She’s already spoiled! I love waking her up in the morning. She’s sleeping through the night now, which is good. For a while she was up every three hours.
Do you have a nanny?
No. Her [Julie’s] mom lives out here with us. She’s like our nanny.
Do you change diapers?
I definitely change diapers.
What kind of dad do you think you’ll be?
I want to be the dad that my father never was. When I think about raising a child, and knowing I didn’t have a father around, I want to be there for my daughter, to watch her grow into a woman.
I didn’t have a dad around to pick me up when I fell, throw the ball to me outside. I always wonder how it would be if I did have a dad there.
How do you suspect your life would have been different if your dad had been a part of it?
Who knows? I think I ended up pretty good anyway. I found my father through other people, through my older brothers, my high school coaches, so I had men influences along the way who helped me.
So you feel you have models for fatherhood?
Definitely. Especially a guy I’m close with, Scott Collins, a police officer in Los Angeles. Met him in the sixth grade. Because I met him, I started getting involved in the Police Athletic League, getting involved in other sports, like volleyball, softball. It took away my time, especially in the summer, from just hanging around with guys who wasn’t doing nothing, just hanging around on the streets, looking for trouble. My mom had to work all day, all night. In the summer, I’m there by myself. By getting involved in these activities, it really helped me, and influenced who was around me.
When you hold your daughter in your arms, do you think, “How could someone walk away from this?”
Definitely. She’s the best thing that ever happened to me. It’s crazy how people just don’t care sometimes about the kids they have. I’ll do anything for her.
DIET AND COMMUNITY WORK
This year you came back into training camp weighing 10 pounds less? How’d you do it?
My workout didn’t really change. I just changed my diet, eating better in the summertime. I just stayed away from red meat, eating mostly fish and chicken.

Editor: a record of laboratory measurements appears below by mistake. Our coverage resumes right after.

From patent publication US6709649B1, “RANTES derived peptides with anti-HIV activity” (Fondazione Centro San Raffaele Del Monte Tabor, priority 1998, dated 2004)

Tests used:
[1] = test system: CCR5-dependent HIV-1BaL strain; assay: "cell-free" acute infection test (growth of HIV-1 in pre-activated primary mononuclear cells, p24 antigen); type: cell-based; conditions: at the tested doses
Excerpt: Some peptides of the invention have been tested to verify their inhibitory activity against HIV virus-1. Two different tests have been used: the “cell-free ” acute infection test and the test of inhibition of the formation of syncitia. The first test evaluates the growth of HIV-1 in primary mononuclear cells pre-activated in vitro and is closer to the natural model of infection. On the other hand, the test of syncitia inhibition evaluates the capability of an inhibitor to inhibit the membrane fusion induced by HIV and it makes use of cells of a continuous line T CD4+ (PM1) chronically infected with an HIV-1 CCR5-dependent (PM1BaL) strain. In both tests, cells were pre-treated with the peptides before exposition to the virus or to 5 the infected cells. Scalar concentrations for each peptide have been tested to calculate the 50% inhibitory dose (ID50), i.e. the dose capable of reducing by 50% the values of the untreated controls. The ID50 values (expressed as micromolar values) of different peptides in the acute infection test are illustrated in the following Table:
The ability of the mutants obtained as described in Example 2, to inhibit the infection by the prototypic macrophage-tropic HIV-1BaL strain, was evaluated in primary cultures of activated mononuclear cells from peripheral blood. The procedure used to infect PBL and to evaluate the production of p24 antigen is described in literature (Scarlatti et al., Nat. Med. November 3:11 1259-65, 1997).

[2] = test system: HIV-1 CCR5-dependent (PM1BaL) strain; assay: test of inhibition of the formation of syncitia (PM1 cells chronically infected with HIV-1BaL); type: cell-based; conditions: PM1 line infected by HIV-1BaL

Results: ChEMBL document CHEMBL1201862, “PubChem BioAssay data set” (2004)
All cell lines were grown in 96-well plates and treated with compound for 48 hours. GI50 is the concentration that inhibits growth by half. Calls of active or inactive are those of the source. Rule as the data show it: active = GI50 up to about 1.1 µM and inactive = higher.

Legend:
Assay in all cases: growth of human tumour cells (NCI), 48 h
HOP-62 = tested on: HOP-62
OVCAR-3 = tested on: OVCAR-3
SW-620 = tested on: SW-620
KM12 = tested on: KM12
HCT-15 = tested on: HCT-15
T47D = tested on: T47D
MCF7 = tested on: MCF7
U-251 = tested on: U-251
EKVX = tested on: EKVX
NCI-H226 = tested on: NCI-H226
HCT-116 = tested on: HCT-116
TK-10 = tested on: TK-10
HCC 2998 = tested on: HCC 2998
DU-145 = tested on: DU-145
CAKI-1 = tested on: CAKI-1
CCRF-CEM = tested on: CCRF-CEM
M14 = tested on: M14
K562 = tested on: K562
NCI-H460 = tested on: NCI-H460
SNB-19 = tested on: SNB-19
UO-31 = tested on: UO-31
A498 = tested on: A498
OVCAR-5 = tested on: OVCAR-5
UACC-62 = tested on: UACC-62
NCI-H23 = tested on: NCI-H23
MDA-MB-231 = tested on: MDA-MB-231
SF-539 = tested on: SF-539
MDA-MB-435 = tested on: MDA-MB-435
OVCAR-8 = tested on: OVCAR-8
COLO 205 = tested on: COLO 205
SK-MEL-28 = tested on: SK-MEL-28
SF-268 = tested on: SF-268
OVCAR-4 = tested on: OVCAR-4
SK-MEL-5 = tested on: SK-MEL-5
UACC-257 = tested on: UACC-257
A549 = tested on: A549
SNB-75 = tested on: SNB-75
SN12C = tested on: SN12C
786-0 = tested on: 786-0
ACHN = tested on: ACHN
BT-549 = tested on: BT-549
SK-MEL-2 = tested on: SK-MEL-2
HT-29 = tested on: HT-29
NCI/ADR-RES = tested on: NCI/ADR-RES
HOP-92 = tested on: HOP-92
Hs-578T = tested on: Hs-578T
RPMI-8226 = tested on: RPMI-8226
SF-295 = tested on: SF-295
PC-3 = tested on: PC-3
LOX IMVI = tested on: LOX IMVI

You’re a California guy. Was it hard to give up those In-N-Out burgers?
[Laughs.] It’s hard to stay away from them. The double-double — the best burgers ever! Where I live [in the off-season] in Vegas, there’s an In-N-Out right down the street. When I leave to work out, it’s there right before I jump on the freeway. Man, I want one of those.
Some people thought after winning it all last year you’d put on a few more pounds in the off-season.
After winning the championship, it really motivated me. I’ll hopefully play another four to five years. We won a championship and I didn’t even feel I was 100 percent. I know the older I get the harder it is going to be to get into shape.
Speaking of diet, how did you decide to use your foundation, The Truth Fund [www.paulpierce.net], to try to combat obesity among inner-city kids?
We were just talking about it one day. Focused on it over the summer. Me and my team got together and talked about healthy eating for children. Eating right is part of my lifestyle now.
When you talk to kids, how do you get your message across without seeming preachy?
Kids are the most genuine thing to me, everything they say and do, they mean it. An adult can say, “I love you. I watch you all the time,” but they probably don’t. A kid, you can see their eyes light up when you come into the room. I enjoy being that guy. I don’t preach to them, but I do give them a drop of knowledge. Kids look at you like you’re perfect, like you don’t have bad days. They don’t see the other side. I’ll tell them that I have bad days, that I wasn’t always the best student either.
What’s your favorite food?
Boston Market whole chicken. I love that.
I thought you’d say In-N-Out burger.
I love In-N-Out, but I got to stay away!
I’m pretty versatile. But my favorite artists are Jay-Z and Beyonce.
Favorite TV show?
Right now it’s
I’d have to say, Hustle & Flow and Gladiator.
Worst thing about Boston?
The construction! They’ve been doing something right here [he points to highway crews on Route 128 in Waltham] for two years. I still don’t know what they were doing.
Neil Swidey is a staff writer for The Boston Globe Magazine and author of The Assist: Hoops, Hope, and the Game of Their Lives (theassist.net), now out in paperback. He can be reached at firstname.lastname@example.org. His cover story on Paul Pierce can be found here.